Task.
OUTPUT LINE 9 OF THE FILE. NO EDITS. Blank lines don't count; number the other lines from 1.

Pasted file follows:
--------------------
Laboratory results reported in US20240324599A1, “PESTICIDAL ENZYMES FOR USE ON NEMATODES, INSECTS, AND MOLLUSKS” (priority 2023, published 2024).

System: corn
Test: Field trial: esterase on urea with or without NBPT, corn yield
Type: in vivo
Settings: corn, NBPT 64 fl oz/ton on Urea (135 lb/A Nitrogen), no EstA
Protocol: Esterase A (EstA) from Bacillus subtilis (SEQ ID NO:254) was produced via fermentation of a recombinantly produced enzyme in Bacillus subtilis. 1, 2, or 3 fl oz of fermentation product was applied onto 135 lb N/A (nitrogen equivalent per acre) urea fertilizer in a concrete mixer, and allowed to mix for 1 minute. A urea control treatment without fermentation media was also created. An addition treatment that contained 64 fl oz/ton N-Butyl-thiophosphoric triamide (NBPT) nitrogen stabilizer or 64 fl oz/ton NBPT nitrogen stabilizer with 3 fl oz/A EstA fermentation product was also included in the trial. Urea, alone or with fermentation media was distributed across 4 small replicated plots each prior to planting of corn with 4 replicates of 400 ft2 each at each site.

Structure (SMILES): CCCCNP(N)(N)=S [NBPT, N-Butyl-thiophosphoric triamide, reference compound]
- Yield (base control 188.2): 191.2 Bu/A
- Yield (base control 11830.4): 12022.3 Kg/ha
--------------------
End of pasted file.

- Yield (base control 11830.4): 12022.3 Kg/ha